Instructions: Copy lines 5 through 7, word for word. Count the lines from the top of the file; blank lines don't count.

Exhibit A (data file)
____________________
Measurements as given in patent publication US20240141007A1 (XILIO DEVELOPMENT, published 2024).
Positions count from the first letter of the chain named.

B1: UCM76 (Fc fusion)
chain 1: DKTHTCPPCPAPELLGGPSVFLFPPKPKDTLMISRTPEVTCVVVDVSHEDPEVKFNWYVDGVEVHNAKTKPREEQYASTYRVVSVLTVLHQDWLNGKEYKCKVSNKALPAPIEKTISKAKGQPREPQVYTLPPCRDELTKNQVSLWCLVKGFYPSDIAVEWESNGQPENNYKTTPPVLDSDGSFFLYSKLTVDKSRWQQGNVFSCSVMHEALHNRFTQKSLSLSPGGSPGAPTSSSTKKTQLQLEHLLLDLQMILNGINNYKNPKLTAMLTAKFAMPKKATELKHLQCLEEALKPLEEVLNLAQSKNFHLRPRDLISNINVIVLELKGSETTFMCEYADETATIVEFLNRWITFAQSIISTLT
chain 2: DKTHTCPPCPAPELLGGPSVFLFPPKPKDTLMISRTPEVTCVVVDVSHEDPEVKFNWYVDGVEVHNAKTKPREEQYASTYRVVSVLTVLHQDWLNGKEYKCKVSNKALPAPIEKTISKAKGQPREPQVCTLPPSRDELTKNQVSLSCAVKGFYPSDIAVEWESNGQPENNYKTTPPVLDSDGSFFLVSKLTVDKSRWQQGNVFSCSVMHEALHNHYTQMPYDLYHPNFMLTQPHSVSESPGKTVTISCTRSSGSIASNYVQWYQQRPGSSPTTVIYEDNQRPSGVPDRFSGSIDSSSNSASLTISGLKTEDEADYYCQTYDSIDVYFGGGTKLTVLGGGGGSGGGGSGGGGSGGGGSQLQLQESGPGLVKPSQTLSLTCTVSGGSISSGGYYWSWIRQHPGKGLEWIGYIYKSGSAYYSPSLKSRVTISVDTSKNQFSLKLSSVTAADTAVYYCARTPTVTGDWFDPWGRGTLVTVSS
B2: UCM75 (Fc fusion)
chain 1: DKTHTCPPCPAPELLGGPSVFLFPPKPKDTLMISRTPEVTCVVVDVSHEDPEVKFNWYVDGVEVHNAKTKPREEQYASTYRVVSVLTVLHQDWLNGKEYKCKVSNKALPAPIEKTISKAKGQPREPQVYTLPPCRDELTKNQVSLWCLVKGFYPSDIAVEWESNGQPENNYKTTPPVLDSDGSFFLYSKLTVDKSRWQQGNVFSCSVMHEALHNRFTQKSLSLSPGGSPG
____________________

chain 2: DKTHTCPPCPAPELLGGPSVFLFPPKPKDTLMISRTPEVTCVVVDVSHEDPEVKFNWYVDGVEVHNAKTKPREEQYASTYRVVSVLTVLHQDWLNGKEYKCKVSNKALPAPIEKTISKAKGQPREPQVCTLPPSRDELTKNQVSLSCAVKGFYPSDIAVEWESNGQPENNYKTTPPVLDSDGSFFLVSKLTVDKSRWQQGNVFSCSVMHEALHNHYTQMPYDLYHPNFMLTQPHSVSESPGKTVTISCTRSSGSIASNYVQWYQQRPGSSPTTVIYEDNQRPSGVPDRFSGSIDSSSNSASLTISGLKTEDEADYYCQTYDSIDVYFGGGTKLTVLGGGGGSGGGGSGGGGSGGGGSQLQLQESGPGLVKPSQTLSLTCTVSGGSISSGGYYWSWIRQHPGKGLEWIGYIYKSGSAYYSPSLKSRVTISVDTSKNQFSLKLSSVTAADTAVYYCARTPTVTGDWFDPWGRGTLVTVSS
B2: UCM75 (Fc fusion)
chain 1: DKTHTCPPCPAPELLGGPSVFLFPPKPKDTLMISRTPEVTCVVVDVSHEDPEVKFNWYVDGVEVHNAKTKPREEQYASTYRVVSVLTVLHQDWLNGKEYKCKVSNKALPAPIEKTISKAKGQPREPQVYTLPPCRDELTKNQVSLWCLVKGFYPSDIAVEWESNGQPENNYKTTPPVLDSDGSFFLYSKLTVDKSRWQQGNVFSCSVMHEALHNRFTQKSLSLSPGGSPG